Data manipulation

Intel Free Press/Wikimedia (CC BY 2.0)

Spoiler alert: It’s stupidly easy.

In the world of research science and academia, you’ll often hear this cynical mantra: “publish or perish.” 

The idea is that researchers who frequently publish their work in journals often do better in their careers. Those who publish less are more prone to stagnation, or possibly even losing their jobs altogether.

Such pressures to publish may be leading some researchers to manipulate their data, intentionally or not. Though it may seem difficult to finesse data by accident, it’s actually stunningly easy. In a blog post on FiveThirtyEight titled, “Science Isn’t Broken,” science journalist Christie Aschwanden lets readers see for themselves how easy it is. The article—a fascinating read itself—contains a tool that allows you to work with real-world data to see if you can find a connection between the overall economic health of the nation and whether Republicans or Democrats currently hold the most power. You can choose to include or exclude certain variables. Watch as your results—and their publishability—change with your choices.

Your results are publishable if, after your manipulations, you achieve a “p-value” of less than 0.05.

A p-value, if you didn’t take statistics or need a refresher, is a measure of probability. In statistics you are testing two hypotheses: the proposed hypothesis (e.g. “coffee causes cancer”) and the null hypothesis (there is no relationship between coffee and cancer.)

The null hypothesis is a very important concept in statistics and is the basis for calculating the p-value. Basically, the p-value tells you the probability that you would get your observed data set (such as a large number of people who consumed a lot of coffee and later got cancer) if the null hypothesis were true. That means the smaller the p-value—the smaller the probability that your data set would exist if there were no effect—the more likely it is your results are real. (For the record, there is no known link between coffee and cancer, it’s just an example.)

The problem, as Aschwanden demonstrates with her tool, is that it’s astoundingly easy to get a low p-value.

Using the tool, you can create 1,800 different combinations of variables to yield your result. Of those, 1,078 yielded a “publishable” result (a p-value of less than 0.05, an arbitrary standard for “statistical significance” accepted by many scientific journals.)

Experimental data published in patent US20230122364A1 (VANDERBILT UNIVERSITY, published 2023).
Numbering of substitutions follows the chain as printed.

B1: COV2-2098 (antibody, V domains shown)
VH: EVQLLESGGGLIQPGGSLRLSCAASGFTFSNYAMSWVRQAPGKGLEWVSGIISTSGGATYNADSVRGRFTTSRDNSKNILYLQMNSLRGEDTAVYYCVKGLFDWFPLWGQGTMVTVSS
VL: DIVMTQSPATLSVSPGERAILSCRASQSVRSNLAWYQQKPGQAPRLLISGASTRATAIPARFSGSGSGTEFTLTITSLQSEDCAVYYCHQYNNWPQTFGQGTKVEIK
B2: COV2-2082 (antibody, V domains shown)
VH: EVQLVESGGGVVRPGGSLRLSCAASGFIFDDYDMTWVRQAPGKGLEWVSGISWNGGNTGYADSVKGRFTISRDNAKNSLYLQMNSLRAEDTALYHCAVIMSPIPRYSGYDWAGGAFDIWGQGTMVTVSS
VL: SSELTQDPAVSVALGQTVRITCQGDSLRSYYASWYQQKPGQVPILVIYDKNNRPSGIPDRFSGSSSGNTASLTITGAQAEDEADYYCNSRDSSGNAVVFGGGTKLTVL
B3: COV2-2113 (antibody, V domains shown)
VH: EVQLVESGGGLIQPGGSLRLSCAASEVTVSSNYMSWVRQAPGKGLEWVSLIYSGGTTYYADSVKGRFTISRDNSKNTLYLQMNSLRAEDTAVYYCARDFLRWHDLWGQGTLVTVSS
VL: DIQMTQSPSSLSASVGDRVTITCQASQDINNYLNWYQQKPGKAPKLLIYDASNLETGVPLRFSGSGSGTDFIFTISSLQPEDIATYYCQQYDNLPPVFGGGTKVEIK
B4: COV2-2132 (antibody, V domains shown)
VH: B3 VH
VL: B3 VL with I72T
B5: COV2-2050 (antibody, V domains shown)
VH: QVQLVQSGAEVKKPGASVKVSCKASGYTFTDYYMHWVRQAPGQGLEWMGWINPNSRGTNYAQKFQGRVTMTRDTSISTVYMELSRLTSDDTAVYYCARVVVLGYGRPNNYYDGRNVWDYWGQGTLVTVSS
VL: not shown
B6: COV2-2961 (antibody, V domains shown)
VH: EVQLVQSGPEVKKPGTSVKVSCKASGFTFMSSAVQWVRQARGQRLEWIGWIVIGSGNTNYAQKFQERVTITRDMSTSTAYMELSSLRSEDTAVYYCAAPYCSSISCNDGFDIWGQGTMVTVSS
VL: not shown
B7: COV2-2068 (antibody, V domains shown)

Aschwanden is certainly not saying anything that isn’t already known to the scientific community—p-values are notoriously easy to hack.

The problem, Aschwanden says, is that despite the bar being laughably low, many journals will readily accept a p-value of 0.05 or lower as reason enough to publish an article. There are more issues Aschwanden discusses at length, but one biggie she didn’t quite touch on is the propensity for journals to publish only positive results.

In undergrad science, you’re taught that any result, even a negative one, is a good result. However in the real world of science, not all results are created equal. Journals have a strong bias towards only publishing “positive” results, or papers that boast low p-values indicative of a potential effect. Showing that there’s no relationship between two variables is also incredibly important, but less interesting.

As a result, some are calling for a boycott of the p-value. One journal has even refused to accept papers whose results rely on p-values alone. There are more powerful statistics out there to assess data. The problem is that many researchers may not understand how to use all the tools in their statistical toolbox. P-values are great because they’re easy to calculate and everyone, supposedly, knows what they mean.

Ultimately Aschwanden’s point is that science is very difficult to do and that even scientists can fall prey to bias and misconduct, just like any other human. We—including the scientists themselves—must always be aware of that.

Image via Intel Free Press/Wikimedia (CC BY 2.0)

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